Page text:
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  • Anirudh Kanisetti

07. A South Indian Buddha (27 mins)


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How did Buddhism catch on in South India? Episode 7 of Echoes of India explores the life of the Andhra teacher Nagarjuna, called a "Second Buddha", his fascinating philosophy of "zeroness", and the ancient South Indian dynasty who built Roman-style theatres in the 2nd century CE.


As the Shaka-Satavahana wars came to a devastating end, Sanskrit began to flower as a language of philosophy and religion. Nagarjuna would use its grammatical properties to develop a radical new philosophy that infused new life into 2nd century Buddhism. But by this time, the 800-year-old religion would find itself confronted by a new cultural challenge.


Voice Credits & Notes Below.


Voice Credits (in order of appearance):

The Sthaviravadin - Manoj Kewalramani

The Sautantrika - Asawari Ghatage

Nagarjuna - Pranay Kotasthane

Sources:

  1. I am much obliged to Dr. Mekhola Gomes, who is doing some of the most exciting work on the early Deccan. She very graciously provided fascinating material on the Ikshvakus and has a chapter on them coming out soon. "Decentring the King: Kinship, Identity and Power in the Ikṣvāku Kingdom.” In The Social Worlds of Premodern Transactions: Perspectives from Epigraphy and History. Edited by Mekhola Gomes, Digvijay Singh, and Meera Visvanathan. Delhi: Primus Books. In Press.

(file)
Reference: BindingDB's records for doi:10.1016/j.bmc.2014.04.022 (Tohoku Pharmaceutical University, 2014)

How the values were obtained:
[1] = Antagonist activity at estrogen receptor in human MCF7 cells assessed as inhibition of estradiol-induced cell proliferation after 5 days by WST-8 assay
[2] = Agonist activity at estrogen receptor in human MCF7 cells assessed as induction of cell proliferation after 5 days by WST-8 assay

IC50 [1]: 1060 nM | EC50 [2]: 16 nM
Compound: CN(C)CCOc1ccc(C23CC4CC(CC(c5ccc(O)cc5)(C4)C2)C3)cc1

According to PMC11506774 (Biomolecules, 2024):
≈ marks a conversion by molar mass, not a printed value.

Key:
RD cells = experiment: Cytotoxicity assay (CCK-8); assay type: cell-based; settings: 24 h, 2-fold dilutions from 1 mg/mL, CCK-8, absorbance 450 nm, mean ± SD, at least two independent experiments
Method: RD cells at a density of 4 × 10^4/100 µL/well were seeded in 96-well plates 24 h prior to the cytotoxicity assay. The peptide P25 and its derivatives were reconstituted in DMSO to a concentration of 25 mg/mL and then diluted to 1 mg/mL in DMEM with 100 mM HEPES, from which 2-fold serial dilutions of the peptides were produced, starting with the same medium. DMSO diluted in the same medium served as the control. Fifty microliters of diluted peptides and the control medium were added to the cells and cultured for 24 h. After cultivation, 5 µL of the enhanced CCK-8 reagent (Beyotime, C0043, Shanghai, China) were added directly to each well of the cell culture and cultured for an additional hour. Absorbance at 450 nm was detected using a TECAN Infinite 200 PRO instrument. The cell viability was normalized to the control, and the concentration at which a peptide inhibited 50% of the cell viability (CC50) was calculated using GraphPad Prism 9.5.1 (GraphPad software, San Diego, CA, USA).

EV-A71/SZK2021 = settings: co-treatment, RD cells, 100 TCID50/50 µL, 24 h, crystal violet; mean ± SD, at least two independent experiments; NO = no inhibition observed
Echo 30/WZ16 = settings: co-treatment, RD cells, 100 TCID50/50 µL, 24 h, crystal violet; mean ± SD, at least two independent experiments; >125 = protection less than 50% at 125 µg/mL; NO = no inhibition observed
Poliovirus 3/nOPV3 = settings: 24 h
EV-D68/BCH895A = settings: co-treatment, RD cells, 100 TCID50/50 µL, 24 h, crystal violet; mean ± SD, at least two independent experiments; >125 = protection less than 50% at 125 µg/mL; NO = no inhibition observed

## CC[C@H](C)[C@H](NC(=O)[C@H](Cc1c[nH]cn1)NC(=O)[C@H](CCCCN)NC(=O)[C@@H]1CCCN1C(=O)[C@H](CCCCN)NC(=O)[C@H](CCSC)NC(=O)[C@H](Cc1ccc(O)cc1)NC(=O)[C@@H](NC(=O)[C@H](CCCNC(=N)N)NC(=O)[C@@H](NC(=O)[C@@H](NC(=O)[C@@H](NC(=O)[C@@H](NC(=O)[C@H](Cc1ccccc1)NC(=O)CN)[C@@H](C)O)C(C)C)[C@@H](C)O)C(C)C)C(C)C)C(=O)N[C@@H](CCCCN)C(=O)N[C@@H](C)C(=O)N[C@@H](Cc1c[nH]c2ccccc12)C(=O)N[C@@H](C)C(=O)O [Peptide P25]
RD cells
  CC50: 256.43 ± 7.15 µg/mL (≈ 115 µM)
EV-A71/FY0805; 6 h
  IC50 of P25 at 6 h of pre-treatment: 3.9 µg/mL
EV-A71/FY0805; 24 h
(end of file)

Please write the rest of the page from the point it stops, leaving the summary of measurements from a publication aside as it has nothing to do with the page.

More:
2. My primary source on Nagarjuna was the Internet Encyclopedia of Philosophy at https://www.iep.utm.edu/nagarjun/

  3. On the destruction of Amaravati's patronage networks - see Shimada, Akira. Early Buddhist Architecture in Context: The Great Stūpa at Amarāvatī (ca. 300 BCE-300 CE). Brill, 2012.

  4. On Nagarjunakonda - see Willis, Michael, and Shimada, Akira ed. Amaravati-the Art of an Early Buddhist Monument in Context. British Museum Press, 2017. This delightful work is available online at https://www.britishmuseum.org/pdf/207_Amaravati.pdf

  5. Image source: https://commons.wikimedia.org/wiki/File:27.2._Life_scenes_of_Buddha-2nd_century_CE-Limestone-Amravati-Andhra_Pradesh-Sculpture_Gallery-Indian_Museum-Kolkata-_A1-A25070.jpg

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©2020 by Anirudh Kanisetti. Cover images by Apoorva Lakshmi.